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Default Mumblings of a Nomad: The i20 “Elite”ment diaries

What could have been better:
  • The windows are not tinted enough. Considering how sun films are banned, would have been a good feature to have tinted glasses within the prescribed limits.
  • Sun visors do not have vanity mirror on the driver side. The outgoing version has ‘em on both with a nice cover. Also the sun visors do not extend enough to the sides (e.g. to block the sun from the top right corner of the driver’s window).
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  • Handrest does not slide forward. Could have helped the front passenger. The driver keeps both hands on the steering wheel, right? But it does provide good support to your elbow while shifting gears. The SR mentioned that the one on the verna keeps breaking very often. Verna owners?
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  • Door pockets are a tad narrow. Liva can hold huge bottles with ease, this has us spoiled.
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  • Rear a/c unit is not that intrusive but more importantly does not have a charging point for the rear occupants. Xcent has it.
  • No DTE gauge. The user manual mentions one for a Type C. Obviously we didn’t get that type.
  • No pause button for the HU while playing your own media. You mute the music, the track continues to play in the background. User manual has nothing on this. Kids are annoyed if I receive a call while their track is playing (which anyways was being repeated for the nth time, in the same trip).
  • Weak dual horns (IMO). Upgraded them before taking delivery. Same roots that was fitted on Liva. Wires were spliced. The default comes with a connector soldered on.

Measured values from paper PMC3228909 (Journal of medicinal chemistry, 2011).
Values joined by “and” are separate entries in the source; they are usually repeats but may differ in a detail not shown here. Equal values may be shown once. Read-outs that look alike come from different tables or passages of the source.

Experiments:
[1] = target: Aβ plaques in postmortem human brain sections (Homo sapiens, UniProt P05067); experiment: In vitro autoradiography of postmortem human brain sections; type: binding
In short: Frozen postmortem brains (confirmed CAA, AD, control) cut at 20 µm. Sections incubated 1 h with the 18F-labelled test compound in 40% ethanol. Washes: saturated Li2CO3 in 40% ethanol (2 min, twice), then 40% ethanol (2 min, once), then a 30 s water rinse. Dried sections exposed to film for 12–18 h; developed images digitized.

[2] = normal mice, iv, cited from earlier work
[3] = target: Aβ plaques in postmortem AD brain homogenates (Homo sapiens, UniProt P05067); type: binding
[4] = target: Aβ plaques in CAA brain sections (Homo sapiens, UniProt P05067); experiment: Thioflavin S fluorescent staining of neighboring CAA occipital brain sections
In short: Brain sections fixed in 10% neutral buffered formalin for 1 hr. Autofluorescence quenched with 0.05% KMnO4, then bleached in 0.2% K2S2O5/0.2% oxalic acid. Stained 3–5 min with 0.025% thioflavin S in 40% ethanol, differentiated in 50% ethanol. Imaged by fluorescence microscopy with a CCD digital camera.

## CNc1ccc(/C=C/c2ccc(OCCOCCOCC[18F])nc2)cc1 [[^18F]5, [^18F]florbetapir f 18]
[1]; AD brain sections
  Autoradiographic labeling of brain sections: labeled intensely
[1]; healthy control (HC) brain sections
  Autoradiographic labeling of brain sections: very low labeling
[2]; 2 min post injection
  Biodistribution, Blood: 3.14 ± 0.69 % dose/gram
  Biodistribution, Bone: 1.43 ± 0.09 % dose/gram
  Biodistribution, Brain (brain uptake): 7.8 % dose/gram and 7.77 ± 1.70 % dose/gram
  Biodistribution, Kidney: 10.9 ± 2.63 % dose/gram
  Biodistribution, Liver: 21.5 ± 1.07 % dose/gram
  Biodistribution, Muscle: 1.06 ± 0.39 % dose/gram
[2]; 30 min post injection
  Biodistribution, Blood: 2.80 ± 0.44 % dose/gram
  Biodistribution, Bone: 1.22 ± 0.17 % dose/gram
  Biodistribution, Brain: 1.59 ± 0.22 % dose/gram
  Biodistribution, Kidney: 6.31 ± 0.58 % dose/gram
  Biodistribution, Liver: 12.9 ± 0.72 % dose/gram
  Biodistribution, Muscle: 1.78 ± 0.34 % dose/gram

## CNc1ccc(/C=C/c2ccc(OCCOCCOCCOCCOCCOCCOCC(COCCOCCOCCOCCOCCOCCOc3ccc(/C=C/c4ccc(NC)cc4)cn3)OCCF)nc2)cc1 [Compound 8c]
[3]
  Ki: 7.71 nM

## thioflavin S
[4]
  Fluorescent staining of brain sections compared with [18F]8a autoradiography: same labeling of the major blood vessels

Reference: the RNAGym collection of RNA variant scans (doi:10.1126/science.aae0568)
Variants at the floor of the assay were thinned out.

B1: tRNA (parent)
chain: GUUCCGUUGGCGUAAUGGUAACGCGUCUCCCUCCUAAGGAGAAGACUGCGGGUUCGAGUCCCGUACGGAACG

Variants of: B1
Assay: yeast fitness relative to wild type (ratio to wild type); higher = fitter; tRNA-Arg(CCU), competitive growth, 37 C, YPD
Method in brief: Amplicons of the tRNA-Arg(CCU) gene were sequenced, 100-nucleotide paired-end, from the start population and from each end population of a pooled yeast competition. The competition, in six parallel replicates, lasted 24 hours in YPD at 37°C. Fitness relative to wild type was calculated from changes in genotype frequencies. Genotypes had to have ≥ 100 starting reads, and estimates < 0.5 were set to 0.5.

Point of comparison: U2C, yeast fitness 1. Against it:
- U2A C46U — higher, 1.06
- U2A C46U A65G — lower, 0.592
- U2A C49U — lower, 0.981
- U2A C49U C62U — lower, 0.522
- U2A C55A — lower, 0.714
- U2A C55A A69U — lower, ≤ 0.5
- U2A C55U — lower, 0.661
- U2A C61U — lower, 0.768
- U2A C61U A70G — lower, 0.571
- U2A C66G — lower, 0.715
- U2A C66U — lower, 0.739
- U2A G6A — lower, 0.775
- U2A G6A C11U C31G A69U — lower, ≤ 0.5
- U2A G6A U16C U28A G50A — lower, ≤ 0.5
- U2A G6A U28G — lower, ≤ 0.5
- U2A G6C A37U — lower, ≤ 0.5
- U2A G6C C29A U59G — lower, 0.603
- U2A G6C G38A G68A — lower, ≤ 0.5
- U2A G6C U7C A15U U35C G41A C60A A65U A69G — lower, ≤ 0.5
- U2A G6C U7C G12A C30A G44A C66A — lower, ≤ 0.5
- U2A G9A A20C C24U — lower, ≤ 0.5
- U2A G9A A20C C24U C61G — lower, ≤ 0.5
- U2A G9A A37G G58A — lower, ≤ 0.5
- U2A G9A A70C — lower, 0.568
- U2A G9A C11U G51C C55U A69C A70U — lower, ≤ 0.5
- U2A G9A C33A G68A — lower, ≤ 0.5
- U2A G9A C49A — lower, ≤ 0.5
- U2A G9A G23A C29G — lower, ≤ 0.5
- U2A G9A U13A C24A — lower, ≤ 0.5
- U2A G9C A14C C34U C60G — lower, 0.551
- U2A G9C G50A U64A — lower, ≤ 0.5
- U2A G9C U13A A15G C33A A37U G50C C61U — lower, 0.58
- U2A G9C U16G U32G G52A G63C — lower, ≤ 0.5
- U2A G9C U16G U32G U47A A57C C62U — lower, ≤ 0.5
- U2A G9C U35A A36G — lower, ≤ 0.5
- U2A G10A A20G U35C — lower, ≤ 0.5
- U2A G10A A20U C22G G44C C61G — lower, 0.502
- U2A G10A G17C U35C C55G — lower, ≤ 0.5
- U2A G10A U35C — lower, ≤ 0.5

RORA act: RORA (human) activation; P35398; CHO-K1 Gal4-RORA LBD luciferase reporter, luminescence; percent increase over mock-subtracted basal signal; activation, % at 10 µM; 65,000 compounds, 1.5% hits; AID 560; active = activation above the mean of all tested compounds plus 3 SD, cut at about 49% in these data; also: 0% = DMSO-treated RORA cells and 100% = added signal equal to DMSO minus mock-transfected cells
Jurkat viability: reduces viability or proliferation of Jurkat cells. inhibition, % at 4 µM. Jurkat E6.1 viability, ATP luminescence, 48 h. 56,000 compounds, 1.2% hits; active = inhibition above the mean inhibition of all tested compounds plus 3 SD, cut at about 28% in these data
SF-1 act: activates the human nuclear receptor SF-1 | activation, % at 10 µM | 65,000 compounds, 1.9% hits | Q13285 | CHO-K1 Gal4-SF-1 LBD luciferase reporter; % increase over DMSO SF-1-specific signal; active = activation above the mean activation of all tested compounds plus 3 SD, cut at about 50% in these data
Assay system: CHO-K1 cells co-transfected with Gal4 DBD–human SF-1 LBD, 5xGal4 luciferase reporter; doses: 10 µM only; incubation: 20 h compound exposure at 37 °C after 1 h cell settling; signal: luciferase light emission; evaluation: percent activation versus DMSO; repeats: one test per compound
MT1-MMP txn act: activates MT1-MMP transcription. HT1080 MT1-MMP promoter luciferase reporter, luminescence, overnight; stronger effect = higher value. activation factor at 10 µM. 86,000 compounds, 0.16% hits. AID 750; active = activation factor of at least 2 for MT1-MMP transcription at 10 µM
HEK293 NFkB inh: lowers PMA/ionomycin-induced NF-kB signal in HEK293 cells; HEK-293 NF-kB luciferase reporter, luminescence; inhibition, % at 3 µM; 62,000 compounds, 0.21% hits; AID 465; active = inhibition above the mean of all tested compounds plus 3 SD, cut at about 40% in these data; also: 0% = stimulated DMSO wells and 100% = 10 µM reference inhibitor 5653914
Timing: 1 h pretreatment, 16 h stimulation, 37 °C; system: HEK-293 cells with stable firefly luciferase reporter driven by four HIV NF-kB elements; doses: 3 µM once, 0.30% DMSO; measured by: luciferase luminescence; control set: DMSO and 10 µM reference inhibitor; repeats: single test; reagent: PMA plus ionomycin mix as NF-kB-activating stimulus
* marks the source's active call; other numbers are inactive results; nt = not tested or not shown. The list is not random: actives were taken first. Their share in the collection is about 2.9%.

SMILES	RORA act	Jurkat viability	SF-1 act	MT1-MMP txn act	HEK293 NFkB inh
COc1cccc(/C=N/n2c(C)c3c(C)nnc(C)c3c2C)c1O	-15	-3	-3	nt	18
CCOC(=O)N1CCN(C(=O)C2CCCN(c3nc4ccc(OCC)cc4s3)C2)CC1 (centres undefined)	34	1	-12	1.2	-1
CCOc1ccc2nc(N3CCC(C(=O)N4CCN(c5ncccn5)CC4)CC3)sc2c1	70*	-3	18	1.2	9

• To access the horns, have to dismantle the front bumper (at least partially).
  • Horn pad feels too soft towards the lower middle where the “horn”/ “airbag” is embossed. The periphery is hard.
  • No speed sensing auto lock. Has an auto unlock which can be enabled/ disabled at will using the IC (of course when the vehicle is stationary).
  • After driving the car for an hour or more the palm/ wrist starts aching. I guess its the same back-to-center action of the steering wheel that is the culprit, which S2!! mentioned in the official review. No way out since you have to shift the gears often in the city, not because of turbo lag but coz of the traffic and thus ending up driving with a single hand on the steering wheel most of the time. Also have to keep the hand at the 7 o' clock position to manage the wheel with a single hand (the leather is too smooth and slippery). So the contoured 10-15 o'clock position is useful only during the highway runs.
  • Electro-chromatic IRVM is useless at dawn and early evening when some morons drive with the high beam on full blast. As per the user manual ambient light conditions define how the mirror behaves. The day-night IRVM in Liva can handle such situations better.
  • Projector lamps for the Euro spec looks sweet. At least as an accessory here….?
  • No new colours. All the current available colours are/ were used in one or another model from the family. E.g.: Midas Gold was used in the accent. Darker metallic colours would look awesome on this car, IMHO.
  • No tilt/ adjustable antennae. Can't use that yet-to-be-made-available car cover.
  • The rear-view camera mount is a catastrophe waiting to happen. It will be the first causality in case of a rear-end. Precision driving by a street racing moron managed to once bang our Liva precisely in the same spot without touching anything around it. Can’t imagine how the “adaptive” camera will work if something similar happens.
  • The OVRM assembly do not bend forward, so every time a bike hits it (common in Bangalore traffic), your heart skips a beat. Within a week has happened thrice to me. I learned a few more cuss words in Kannada (by virtue of replies to mine). I tried experimenting on the display car to see if the assembly does bend backwards to save itself. Nope. Negative. By the way that red display car; a few things on it might have a short life. Am not admitting to anything..
  • The full-sized spare wheel is not an alloy. So I won’t be able to religiously do a tyre rotation unless I swap rims as well. The tyres, am told, cost 8K + each.
  • No boot tray/ mat as an accessory. Toyota Liva has a soft plastic-y boot tray as an accessory. Has helped us multiple times in controlling spillage.
  • Brochure contains poorly photoshopped mirror image of the car showing a mirror of the “i20” badge. Sad.